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Page 2: Settling insurance claims without a lawyer: Is it a road to riches or ruin?

Objection, your honor

While some lawyers bristle at the idea of any kind of a legal self-help Web site, Yelich points out that Americans have a constitutional right to represent themselves.

But Will Hornsby, a lawyer with the American Bar Association in Chicago, sees a practical problem with using services such as MyClaim.com and Self Settle. In making settlement offers, lawyers representing consumers likely are prepared to take cases to trial, where they could possibly win larger settlements. The insurance company's lawyer, on the other hand, might want to settle the case to avoid a costly trial and a damaging verdict.



"It seems what the consumers risk is that they can be out more money than if they went to the lawyer to start with."

Hornsby says lawyers leverage the threat of litigation to get a settlement. If the insurer's lawyer refuses to settle the case, MyClaim.com and Self Settle's customers lose any money they've invested in the self-help legal services. They can either hire lawyers or represent themselves in court — a risky prospect at best.

"It seems what the consumers risk is that they can be out more money than if they went to the lawyer to start with," Hornsby says.

Hornsby also questions Yelich's claim that attorneys would offer a reduction in fee for the legal work a consumer performed at MyClaim.com. "If someone took a case like this to a lawyer, the lawyer would have the obligation of reviewing and analyzing everything the client had done," Hornsby explains.


Duking it out in court


On March 21, 2000, Mallen filed a lawsuit on behalf of all Illinois personal-injury attorneys accusing MyClaim.com of engaging in unauthorized practice of law and unfair competition. It seeks an injuction to prevent MyClaim.com from conducting business in Illinois.

Mallen alleges MyClaim.com could mislead consumers, who are at risk of losing their entire case. For example, he says MyClaim.com is not clear about Illinois' statute of limitations. The time restrictions on filing claims vary and depend on the circumstances in which the person was injured. "There were very significant and false statements made [by MyClaim.com]," Mallen says. "The problem here is that you can damage people severely. All of the sudden, they've lost their claim because they're relying on unauthorized, inaccurate information."

However, Reinholz, MyClaim.com's CEO, contends his company has not crossed any legal or ethical lines in helping people prepare claims. "When we went into this business, we knew, obviously, we would be challenged. We spent a great deal of time and money ensuring that we are not practicing law," he says. "We feel very confident that the lawsuit in Illinois will either be dismissed on its merits or we will defend [against] it successfully."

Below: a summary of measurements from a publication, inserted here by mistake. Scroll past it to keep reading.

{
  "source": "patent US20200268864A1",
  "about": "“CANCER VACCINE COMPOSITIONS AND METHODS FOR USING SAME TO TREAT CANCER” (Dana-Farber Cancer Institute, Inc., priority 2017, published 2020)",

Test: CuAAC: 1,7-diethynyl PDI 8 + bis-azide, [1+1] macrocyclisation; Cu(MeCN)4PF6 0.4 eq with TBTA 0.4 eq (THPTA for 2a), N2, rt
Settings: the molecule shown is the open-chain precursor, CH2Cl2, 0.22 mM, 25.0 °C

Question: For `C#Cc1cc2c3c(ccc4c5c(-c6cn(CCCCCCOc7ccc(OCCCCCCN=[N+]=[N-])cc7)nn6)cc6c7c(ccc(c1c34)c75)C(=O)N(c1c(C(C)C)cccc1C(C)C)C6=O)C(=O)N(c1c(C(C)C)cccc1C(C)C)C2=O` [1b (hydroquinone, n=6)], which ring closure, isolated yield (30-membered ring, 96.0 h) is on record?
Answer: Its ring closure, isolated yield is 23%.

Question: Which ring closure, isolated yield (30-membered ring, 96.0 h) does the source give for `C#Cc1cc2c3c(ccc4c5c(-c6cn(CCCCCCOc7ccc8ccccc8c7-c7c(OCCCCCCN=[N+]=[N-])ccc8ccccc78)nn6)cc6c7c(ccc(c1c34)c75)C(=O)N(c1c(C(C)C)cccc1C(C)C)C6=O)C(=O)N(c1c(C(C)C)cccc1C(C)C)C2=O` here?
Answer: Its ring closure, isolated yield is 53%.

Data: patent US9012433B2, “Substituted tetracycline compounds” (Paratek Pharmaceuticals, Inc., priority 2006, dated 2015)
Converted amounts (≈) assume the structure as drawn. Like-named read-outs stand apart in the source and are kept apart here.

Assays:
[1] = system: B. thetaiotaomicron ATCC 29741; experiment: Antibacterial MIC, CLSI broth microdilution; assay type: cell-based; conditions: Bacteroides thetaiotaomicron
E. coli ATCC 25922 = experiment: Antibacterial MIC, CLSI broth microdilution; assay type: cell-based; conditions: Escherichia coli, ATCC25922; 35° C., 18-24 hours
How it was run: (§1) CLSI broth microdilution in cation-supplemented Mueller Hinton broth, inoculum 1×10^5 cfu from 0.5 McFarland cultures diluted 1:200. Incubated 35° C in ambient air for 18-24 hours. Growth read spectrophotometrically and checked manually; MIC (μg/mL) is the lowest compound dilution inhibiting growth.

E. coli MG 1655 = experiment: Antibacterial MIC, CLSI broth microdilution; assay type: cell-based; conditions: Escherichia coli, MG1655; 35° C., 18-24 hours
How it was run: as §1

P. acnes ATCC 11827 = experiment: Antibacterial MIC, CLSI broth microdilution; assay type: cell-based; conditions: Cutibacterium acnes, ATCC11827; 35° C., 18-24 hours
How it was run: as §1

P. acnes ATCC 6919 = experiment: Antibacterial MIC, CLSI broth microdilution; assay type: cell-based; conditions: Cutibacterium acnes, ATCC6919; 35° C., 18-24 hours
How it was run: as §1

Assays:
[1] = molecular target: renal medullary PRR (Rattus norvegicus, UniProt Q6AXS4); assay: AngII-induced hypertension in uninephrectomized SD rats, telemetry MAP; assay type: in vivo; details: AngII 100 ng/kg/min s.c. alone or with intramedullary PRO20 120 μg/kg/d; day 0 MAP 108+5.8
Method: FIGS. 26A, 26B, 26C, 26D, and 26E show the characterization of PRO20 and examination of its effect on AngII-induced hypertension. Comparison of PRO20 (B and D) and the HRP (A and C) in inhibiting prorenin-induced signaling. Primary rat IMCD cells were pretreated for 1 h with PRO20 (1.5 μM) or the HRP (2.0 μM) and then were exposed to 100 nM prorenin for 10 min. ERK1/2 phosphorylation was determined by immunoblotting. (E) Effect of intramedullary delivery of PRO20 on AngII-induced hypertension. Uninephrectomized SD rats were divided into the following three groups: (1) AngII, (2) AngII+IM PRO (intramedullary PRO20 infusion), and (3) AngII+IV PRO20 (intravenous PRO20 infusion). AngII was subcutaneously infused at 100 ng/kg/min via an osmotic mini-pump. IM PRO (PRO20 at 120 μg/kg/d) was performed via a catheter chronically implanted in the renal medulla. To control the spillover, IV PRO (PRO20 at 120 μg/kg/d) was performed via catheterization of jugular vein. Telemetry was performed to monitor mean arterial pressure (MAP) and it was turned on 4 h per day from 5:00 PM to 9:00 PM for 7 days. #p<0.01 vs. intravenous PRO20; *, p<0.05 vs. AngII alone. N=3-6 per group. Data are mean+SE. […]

MyClaim also has been battling in court with a former consultant and insurance company attorney, Barbara Gilbert of Irvine, Calif., alleging she breached agreements. The company retained Gilbert to assist in developing its settlement system, but Gilbert, who left in February, prior to the expiration of her contract, claims she owned the company's intellectual property and its Web site. A St. Louis Circuit Court judge issued a court order preventing Gilbert from "making any personal use of any confidential information concerning the business of MyClaim.com," according to MyClaim.com.

Gilbert says the MyClaim.com Web site is based on a legal self-help book she wrote to educate non-lawyers about how to settle their own personal injury cases. On May 1, she filed a suit in California's Orange County Superior Court, alleging, among other things, that her former employer committed fraud, conspiracy, and unlawful and unfair business practices.

"My main goal is to get them to stop using the material I created," says Gilbert, who believes employees at MyClaim.com are not qualified to be helping people settle claims.

Officials from MyClaim.com deny Gilbert's allegations. "They're all not true and we can prove they're not true," Reinholz says. "We feel she has breached both her consulting agreement and confidentiality agreement. We'll continue to pursue remedies against her."


Few others like them


So far there's little competition for MyClaim.com and Self Settle. Online negotiating sites are the most similar businesses, but there are key differences. Online dispute-resolution Web sites such as Cybersettle, clickNsettle, and SettleOnline allow customers to submit offers and demands on their claims electronically. The consumer and the insurer go through a number of rounds in an attempt to reach an out-of-court settlement on an insurance claim.

Russell says Self Settle could help people prepare for the online negotiating sites. "They're the next logical step for our program," he says.

But Yelich believes MyClaim.com offers a more valuable service than even the dispute-resolution sites. "It's just an online way for them to negotiate back and forth a number," Yelich says. "I know that's crudely stated, but that's what they're doing." MyClaim.com, on the other hand, allows customers to take a more active role in securing a fair claim, he says. "This is a self-help, online Web site that provides tools and resources to help injured people," Yelich says. "We believe [people] will be more informed and empowered with this system." Back to page 1

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